Eliot highlights the tragedy of able bright girls not being give a decent education because they are not seen as a good investment, while money is wasted on Tom’s when he is unable to take full advantage of it because of his limited intellectual horizons, made to undertake it simply because of his father’s snobbery.  Having to fall on her own resources, Maggie is unable to balance her emotional needs with her feelings of obligation to others, reconciling passion and duty only by suppressing the former.  She is torn between head and heart and eventually sacrifices her own happiness with Philip for the good opinion of her brother, a pointless sacrifice because Tom’s estimation of her is always less than hers of him; and it revolves around Philip, who had no responsibility in the ruin of their father, whose downfall was all his own doing.

Maggie, unable to fulfil her desires and under the influence of Thomas à Kempis’s The Imitation of Christ, denies herself earthly pleasures in her effort to maintain a family harmony that only operates at her expense.  She sees her happiness and that of those around her as mutually exclusive, and her own only attainable by the ‘sacrifice’ of others.  Eliot subtly points out the baleful influence of this book on Maggie, particularly its advice to resist desire and submit humbly; her tragedy is that she willingly constrains her imagination under the book’s influence, thereby cutting off the best in herself.  However, her fear of alienating those she loves by pursuing her own desires is bogus and ultimately masochistic because the high-handed views espoused by Tom – blaming the son for perceived injustice meted by the father – are unfair, but she does not consider them unworthy to be taken seriously.  She refuses to sanction her own self-determination because others would ‘suffer’, ignoring that any suffering would be caused by their own rigidity.  The underlying irony propelling the second half of the novel is that if Maggie had ignored Tom and married Philip, she would not have acted on her attraction to Stephen and would have prevented much pain to herself and others, particularly the blameless Lucy.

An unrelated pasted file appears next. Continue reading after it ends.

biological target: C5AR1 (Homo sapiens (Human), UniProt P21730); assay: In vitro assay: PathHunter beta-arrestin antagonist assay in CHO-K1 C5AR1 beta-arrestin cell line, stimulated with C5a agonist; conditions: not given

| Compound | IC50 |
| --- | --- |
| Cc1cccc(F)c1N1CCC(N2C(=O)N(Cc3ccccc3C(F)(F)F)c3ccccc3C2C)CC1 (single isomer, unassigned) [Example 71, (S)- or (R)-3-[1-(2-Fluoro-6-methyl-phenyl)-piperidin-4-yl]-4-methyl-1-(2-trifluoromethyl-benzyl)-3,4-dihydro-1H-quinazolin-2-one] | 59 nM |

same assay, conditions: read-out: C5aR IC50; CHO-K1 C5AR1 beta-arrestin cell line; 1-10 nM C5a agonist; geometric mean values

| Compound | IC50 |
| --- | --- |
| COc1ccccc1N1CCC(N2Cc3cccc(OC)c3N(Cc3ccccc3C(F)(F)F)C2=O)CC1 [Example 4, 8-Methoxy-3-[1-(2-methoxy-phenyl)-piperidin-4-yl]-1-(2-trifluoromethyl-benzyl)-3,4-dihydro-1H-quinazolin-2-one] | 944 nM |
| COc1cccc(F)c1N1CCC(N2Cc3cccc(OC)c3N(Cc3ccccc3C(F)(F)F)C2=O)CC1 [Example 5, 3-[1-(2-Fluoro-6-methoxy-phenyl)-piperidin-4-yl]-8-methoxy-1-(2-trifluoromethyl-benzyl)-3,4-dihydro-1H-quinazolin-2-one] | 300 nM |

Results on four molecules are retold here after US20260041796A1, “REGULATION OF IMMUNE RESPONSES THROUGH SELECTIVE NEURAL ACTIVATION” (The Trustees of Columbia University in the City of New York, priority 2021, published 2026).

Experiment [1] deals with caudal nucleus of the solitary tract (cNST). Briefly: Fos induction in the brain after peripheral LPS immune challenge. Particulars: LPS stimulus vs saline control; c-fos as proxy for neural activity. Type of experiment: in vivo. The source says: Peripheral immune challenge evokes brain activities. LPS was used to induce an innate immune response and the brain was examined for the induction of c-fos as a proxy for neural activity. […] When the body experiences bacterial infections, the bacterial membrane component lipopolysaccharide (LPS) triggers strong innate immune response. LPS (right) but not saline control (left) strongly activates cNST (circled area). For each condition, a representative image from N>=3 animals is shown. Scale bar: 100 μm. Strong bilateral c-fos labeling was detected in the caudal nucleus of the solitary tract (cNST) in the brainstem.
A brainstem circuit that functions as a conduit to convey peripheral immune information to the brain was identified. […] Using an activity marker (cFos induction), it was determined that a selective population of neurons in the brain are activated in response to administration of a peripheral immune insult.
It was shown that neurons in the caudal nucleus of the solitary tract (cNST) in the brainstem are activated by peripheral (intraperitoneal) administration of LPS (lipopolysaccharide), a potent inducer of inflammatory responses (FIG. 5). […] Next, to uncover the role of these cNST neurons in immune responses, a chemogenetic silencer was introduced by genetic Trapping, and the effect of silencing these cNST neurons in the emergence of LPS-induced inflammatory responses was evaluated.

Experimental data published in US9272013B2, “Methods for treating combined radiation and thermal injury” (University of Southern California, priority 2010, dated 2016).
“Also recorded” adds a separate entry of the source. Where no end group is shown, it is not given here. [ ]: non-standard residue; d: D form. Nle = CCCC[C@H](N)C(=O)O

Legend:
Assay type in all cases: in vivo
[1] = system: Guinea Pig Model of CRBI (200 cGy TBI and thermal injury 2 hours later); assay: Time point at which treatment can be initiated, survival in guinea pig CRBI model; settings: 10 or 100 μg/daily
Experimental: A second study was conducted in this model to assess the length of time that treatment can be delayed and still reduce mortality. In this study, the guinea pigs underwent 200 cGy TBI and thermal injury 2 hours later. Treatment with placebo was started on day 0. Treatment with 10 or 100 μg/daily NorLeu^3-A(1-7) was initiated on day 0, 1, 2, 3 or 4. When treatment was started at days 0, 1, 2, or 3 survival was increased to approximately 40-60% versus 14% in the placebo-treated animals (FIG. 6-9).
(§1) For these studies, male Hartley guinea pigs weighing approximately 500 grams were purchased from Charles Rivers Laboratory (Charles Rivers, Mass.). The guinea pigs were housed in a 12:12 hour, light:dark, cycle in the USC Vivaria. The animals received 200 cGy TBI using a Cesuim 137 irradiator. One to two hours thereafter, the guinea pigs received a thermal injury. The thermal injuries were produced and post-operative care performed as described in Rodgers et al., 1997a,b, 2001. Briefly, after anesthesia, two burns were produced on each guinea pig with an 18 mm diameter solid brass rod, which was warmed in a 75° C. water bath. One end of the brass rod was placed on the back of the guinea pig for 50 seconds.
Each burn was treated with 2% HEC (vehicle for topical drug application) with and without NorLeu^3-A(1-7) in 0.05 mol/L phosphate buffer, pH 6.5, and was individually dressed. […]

However, individuals are not free agents but are constrained by the actions of others, above all family, and here the respective families of Tom and Maggie’s parents are contrasted.  Though financially ruined, Mr Tulliver will not call in a loan from his brother-in-law because of loyalty to his sister.  By contrast, Mrs Tulliver’s married sisters, from unsentimental Dodson stock and considering themselves a cut above the Tullivers, are fiscally prudent but cold-hearted and, while talking positively about family, believe relatives should not expect unearned generosity.  For them, loans are always with interest, and even when Mrs Tulliver is complaining about her effects being sold at auction, nobody offers to buy them back for her.  Mrs Tulliver’s distress at the loss of her possessions through her husband’s imprudent actions in causing his bankruptcy is profound, and she is always made to know her reduced circumstances by her sisters.  Yet the actions of even so ineffectual a person can have far-reaching consequences, as she is the cause of Wakem buying the mill.  Unintentionally, by going to see him and inadvertently giving him the idea, she creates the situation whereby, although she had acted with the best of intentions, her husband is reduced to the position of Wakem’s manager.

Eliot’s major interest is in the maturation of her two main characters; most consideration, excessive one might say and acknowledged to be a structural fault by Eliot herself, is given to Maggie and Tom’s childhood and the ways they cope with adversity.  This leisurely treatment is at the expense of the novel’s rushed, though gripping, ending.  The plot, like the river in flood, accelerates, the water that was so much a part of their lives claims them, Maggie’s sorrows are finally washed away, and she finds the solace of death in the everlasting company of the person she loved above all others.  In the ebb and flow of human actions, much is contingent.  There is a contrast in the novel between the permanence of the river and the ephemerality of the individuals who live on it, but it is a portrait of a changing world, water-driven mills superseded by industrial production.  The Dodsons, for all their complacent satisfaction with their lives, are witnessing the passing of an age.

In her introduction to the 1979 Penguin edition, A S Byatt points out that George Eliot herself had a brother whom she idolised, but who did not reciprocate her affection: when she lived with the married G H Lewes her brother refused to see her, and when she finally married after Lewes’s death he merely sent a polite note of congratulation.  Eliot is working through in fiction her distress at this exclusion, but perhaps also perpetrating a kind of revenge in the depiction of Tom’s unreasonable rigidity.  By spending so long on describing Tom and Maggie’s childhood, Eliot is able to show clearly how Maggie’s fantasy life of sibling love damages her later life by robbing her of her sense of independence in the face of society’s constraints – ones Eliot herself ignored in her own life.

Books on the Terracotta Warriors

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The Terracotta Warriors, by Jane Portal, London: The British Museum Press, 2007.